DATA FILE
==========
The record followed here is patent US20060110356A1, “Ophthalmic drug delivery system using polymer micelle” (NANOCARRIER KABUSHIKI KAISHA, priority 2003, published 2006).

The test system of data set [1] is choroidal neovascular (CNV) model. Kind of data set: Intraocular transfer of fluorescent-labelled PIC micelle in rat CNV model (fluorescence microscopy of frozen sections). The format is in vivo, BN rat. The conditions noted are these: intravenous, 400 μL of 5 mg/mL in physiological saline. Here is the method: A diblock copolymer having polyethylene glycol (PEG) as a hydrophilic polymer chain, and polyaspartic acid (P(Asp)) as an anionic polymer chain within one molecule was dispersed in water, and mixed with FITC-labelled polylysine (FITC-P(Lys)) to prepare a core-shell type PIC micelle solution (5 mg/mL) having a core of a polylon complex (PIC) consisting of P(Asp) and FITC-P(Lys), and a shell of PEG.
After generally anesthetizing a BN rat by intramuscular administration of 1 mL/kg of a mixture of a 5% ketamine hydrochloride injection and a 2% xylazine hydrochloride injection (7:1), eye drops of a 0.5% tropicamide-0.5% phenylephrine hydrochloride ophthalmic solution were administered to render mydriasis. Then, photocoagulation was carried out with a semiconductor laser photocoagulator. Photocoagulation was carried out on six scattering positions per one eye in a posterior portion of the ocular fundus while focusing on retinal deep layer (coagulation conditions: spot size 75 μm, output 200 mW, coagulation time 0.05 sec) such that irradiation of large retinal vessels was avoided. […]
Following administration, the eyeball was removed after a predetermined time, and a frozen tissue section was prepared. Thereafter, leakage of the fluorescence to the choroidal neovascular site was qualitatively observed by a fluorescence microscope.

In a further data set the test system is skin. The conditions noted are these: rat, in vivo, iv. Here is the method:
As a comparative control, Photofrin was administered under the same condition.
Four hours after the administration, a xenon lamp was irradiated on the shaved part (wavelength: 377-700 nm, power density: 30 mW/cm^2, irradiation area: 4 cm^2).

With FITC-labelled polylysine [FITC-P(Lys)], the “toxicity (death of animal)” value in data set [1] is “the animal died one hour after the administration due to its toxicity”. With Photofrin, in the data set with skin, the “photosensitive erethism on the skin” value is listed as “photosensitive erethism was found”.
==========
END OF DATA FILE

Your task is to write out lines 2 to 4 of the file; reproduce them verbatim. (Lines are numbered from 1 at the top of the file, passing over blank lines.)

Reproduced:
The test system of data set [1] is choroidal neovascular (CNV) model. Kind of data set: Intraocular transfer of fluorescent-labelled PIC micelle in rat CNV model (fluorescence microscopy of frozen sections). The format is in vivo, BN rat. The conditions noted are these: intravenous, 400 μL of 5 mg/mL in physiological saline. Here is the method: A diblock copolymer having polyethylene glycol (PEG) as a hydrophilic polymer chain, and polyaspartic acid (P(Asp)) as an anionic polymer chain within one molecule was dispersed in water, and mixed with FITC-labelled polylysine (FITC-P(Lys)) to prepare a core-shell type PIC micelle solution (5 mg/mL) having a core of a polylon complex (PIC) consisting of P(Asp) and FITC-P(Lys), and a shell of PEG.
After generally anesthetizing a BN rat by intramuscular administration of 1 mL/kg of a mixture of a 5% ketamine hydrochloride injection and a 2% xylazine hydrochloride injection (7:1), eye drops of a 0.5% tropicamide-0.5% phenylephrine hydrochloride ophthalmic solution were administered to render mydriasis. Then, photocoagulation was carried out with a semiconductor laser photocoagulator. Photocoagulation was carried out on six scattering positions per one eye in a posterior portion of the ocular fundus while focusing on retinal deep layer (coagulation conditions: spot size 75 μm, output 200 mW, coagulation time 0.05 sec) such that irradiation of large retinal vessels was avoided. […]
Following administration, the eyeball was removed after a predetermined time, and a frozen tissue section was prepared. Thereafter, leakage of the fluorescence to the choroidal neovascular site was qualitatively observed by a fluorescence microscope.